BNY Mellon Pershing CEO Jim Crowley has been with the clearing and custodial firm since 1985, but he’s been in his new role for just two months — after taking the baton from Lisa Dolly, now chairperson of Pershing Group LLC. The executive recently took the time to share his insights on the industry and what lies ahead.
What’s your view of the wealth-management business today?
Looking at the landscape, it is quite dynamic and changing pretty dramatically — whether it’s a transaction, with two similar firms coming together to create more scale or one firm joining another to enter a new marketplace geography or business model.
There’s also the convergence of these business models. In much deeper ways than before, firms are really thinking about how they serve the advisors in their network and are shifting from a grid mentality to a fee-for-service approach to support their advisors — much like a custodian rather than a broker-dealer.
We believe the advisory movement is working across both the FINRA- and SEC-regulated regimes. We’re agnostic to whether the advisor sits in a corporate RIA affiliated with a broker-dealer or with a standalone, independent RIA firm.
We’re starting to hear firms refer to themselves not as broker-dealers but as financial-services firms or financial-planning firms. In fact, we see more and more firms becoming plan-led as opposed to investment-led in an effort to differentiate themselves in the marketplace and combat price or margin compression.
How do you view your clients within this changing landscape?
We have approximately 1,300 clients that we serve globally. Clients fall into three broad categories. We serve about 750 RIAs and roughly the same number of broker-dealer firms in our custody and clearing business — [some of which are dually registered]. With the clearing business, there’s another group of about 100 clients that are either hedge funds or ‘40 [Investment Company] Act fund managers [registered with the SEC].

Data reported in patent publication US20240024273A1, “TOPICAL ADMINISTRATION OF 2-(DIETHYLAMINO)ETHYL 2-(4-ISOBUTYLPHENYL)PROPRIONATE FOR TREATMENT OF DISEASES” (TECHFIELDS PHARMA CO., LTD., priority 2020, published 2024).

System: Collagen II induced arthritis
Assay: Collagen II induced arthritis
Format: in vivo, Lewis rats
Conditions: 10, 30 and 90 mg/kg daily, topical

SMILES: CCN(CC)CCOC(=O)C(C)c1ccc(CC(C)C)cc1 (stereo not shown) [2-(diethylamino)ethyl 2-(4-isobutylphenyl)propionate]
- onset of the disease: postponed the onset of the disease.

The brokerage model is still a significant business here at Pershing and in the industry. With Reg BI [or the SEC’s Regulation Best Interest], these two businesses — the advisory business and the brokerage business — are starting to look more alike. The best interests of the client are being served better, and that’s what’s really important.
As a clearing and custodial firm, we have a very disciplined approach to the types of clients that we want to serve and support. For instance, if you’re looking at our custody business compared to any of our competitors, our average custodial advisory relationship is much, much larger.
When Advisor Solutions CEO Mark Tibergien speaks to the idea that we’re serving growth-minded, professionally managed advisory practices that serve clients with complex financial needs, you can see that in what our average advisory firm has as AUM relative to the average assets of clients with other custodial firms.
The same is true in the broker-dealer business, where we are being sought out by larger, more complex broker-dealer firms looking to partner with a clearing firm/custodian with a broad range of capabilities to serve the types of advisors and clients they have through more holistic technology solutions and product solutions — such as lending. This is really how we are distinguishing BNY Mellon Pershing in the marketplace.
Where do you see Pershing in terms of tech partnerships or integration?
Our mission and desire is to help our clients run their businesses more efficiently, so they can serve their clients more effectively, and so we are creating a noticeably superior experience for the client.
As for how we are building and designing a technology stack that addresses unique client needs, we are doing this via intelligent open architecture and via integrations with third-party providers that have substantial commercial backing — meaning substantial businesses, client rosters, revenues and balance sheets — and relevant and sustainable businesses to support our clients in a scalable way. About two-thirds of the firms that we work with integrate with third-party technology connections that we have.
We are also continuing to build our own technology stack, which roughly one-third of our clients use. And we still see a few clients continue to build their technology from the ground up.
More and more firms are looking for what we call enterprise technology solutions so they can migrate away from designing their own portfolio of solutions. They’re looking to simplify their technology stack and their investments in that stack to differentiate themselves. They are relying more heavily on enterprise solutions like ours that offer flexibility and good commercial terms to drive their scalability and create a powerful client experience.